On January 2, Energy Minister Demchishin acknowledged the continuing vulnerability of Ukraine’s coal stocks, stating that while the country had about 1.4 million tons of coal stockpiled in reserve as of December 1, it needed an additional one million tons to make it through the winter. Demchishin remarked, “We are incapable of independently supplying our power plants with coal. Money was designated to purchase additional volumes of coal, and negotiations were held with all participants, starting from Australia, South Africa and Kazakhstan, to work on the possibility of shipping coal from far-away countries (Mineweb, January 2).

Among the difficulties underpinning Ukraine’s efforts to diversify its coal imports, the first 162,000 tons purchased by Ukrinterenergo from South Africa for $80 a ton, proved unsuitable for Ukraine’s TPPs (Ukrainska Pravda, January 8). On January 13, a third collier with 78,000 tons of South African coal docked at Illichivsk port (Interfax-Ukraine, January 13). Addressing the parliament on January 16, Demchishin stated that a fourth collier from South Africa had arrived and earlier quality issues had been resolved, as the caloric value of the latest batches of South African coal, supplied by the British company Steel Mont Trading Ltd. was 5,520 kilocalories per kilogram, more than 10 percent higher than the coal from the first two batches, adding, “The two [latest] batches are fully in line with technical and quality requirements” (Interfax-Ukraine, January 16). Responding to criticism that the contract lacked transparency, Demchishin replied that he does not have the power to disclose confidential contracts signed between commercial companies but noted, “I recommended that key commercial conditions are made public.”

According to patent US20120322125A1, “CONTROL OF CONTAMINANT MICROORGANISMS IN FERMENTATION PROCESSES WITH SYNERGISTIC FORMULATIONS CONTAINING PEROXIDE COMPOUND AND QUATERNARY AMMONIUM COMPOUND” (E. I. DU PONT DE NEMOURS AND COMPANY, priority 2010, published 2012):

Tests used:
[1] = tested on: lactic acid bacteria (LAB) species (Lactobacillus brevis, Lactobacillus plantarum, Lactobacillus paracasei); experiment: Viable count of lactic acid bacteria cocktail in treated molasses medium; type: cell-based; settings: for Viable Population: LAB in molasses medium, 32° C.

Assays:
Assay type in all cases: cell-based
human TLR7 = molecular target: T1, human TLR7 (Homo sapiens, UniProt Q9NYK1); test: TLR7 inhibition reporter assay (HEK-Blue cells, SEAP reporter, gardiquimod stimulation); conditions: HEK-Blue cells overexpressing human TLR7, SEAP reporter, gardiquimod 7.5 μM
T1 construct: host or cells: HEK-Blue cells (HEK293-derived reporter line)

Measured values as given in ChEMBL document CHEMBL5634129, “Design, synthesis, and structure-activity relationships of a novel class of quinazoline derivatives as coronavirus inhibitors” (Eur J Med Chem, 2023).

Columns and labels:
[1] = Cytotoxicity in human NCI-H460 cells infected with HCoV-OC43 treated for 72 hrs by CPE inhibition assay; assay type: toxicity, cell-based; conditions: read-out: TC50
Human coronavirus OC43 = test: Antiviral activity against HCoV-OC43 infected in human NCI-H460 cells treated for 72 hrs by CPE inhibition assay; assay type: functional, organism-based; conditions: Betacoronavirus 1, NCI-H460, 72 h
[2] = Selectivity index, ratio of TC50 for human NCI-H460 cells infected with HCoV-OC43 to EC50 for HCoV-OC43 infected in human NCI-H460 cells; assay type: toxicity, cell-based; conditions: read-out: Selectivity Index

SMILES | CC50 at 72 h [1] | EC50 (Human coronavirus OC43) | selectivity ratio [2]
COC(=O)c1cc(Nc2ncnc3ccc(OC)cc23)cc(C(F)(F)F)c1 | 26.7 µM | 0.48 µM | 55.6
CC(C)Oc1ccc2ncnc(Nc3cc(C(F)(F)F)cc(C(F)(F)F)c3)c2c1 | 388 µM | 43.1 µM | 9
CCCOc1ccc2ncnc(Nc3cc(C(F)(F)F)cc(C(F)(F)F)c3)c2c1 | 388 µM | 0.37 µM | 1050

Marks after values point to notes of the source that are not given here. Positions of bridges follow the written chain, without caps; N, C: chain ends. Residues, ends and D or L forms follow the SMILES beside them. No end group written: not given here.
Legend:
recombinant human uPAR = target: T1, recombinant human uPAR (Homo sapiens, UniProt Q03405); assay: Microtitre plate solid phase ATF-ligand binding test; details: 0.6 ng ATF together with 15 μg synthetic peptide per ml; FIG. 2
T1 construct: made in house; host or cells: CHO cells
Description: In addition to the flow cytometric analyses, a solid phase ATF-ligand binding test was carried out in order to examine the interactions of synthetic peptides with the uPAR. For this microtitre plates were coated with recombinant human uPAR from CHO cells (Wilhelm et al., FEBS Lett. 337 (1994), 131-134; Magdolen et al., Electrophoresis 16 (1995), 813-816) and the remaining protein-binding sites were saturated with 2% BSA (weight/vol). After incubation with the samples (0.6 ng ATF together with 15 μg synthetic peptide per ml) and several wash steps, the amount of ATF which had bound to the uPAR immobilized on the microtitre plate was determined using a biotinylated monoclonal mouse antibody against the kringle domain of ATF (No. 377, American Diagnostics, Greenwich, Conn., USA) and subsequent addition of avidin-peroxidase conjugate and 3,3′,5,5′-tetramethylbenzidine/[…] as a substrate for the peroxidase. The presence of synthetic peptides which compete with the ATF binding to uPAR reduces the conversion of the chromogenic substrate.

Despite Russia’s concessionary rates and geographic proximity, Russian energy imports are politically unpopular—indeed, 80 percent of Ukrainians believe their country is clearly at war with Russia (FT, January 21). On January 12, Demchishin told a parliamentary anti-corruption committee meeting that for the period January 1–11 Ukraine had imported only about 70,000 tons of Russian coal, roughly equivalent to a single South African shipload (Den, January 12).

Coal has also become a public relations contest between the Ukrainian government and the Moscow-backed separatists. On January 14, rebel authorities in Donetsk and Luhansk stated that they were ready to start delivering coal to areas of Ukraine undergoing energy shortages, producing photographic proof that freight trains could transit across the conflict’s front lines (Rossiya 1 TV, January 14).

While Ukraine can stitch together imports to supplement reduced domestic coal production to tide itself over during the winter, in the longer term the country’s mining sector will need long-overdue reform if it is to contribute to a revitalized Ukrainian economy. Two years ago, the International Energy Agency noted that Ukraine’s “often inefficient energy production, transportation and supply sectors means that reducing energy demand must be a greater priority” (“Ukraine 2012,” International Energy Agency, October 2012, pp. 2, 5). Reform of the country’s energy mining sector is imperative, especially as Ukraine still produces roughly 40 percent of its electricity from coal generation. Until a settlement to the conflict in Donbas can be achieved, Ukraine will continue to suffer budget deficits generated by energy imports for a commodity in which it was previously self-sufficient. Accordingly, the unrest in the country’s east may actually lead to a reforming of the country’s mining sector, initiatives that Ukraine’s European partners will undoubtedly find positive.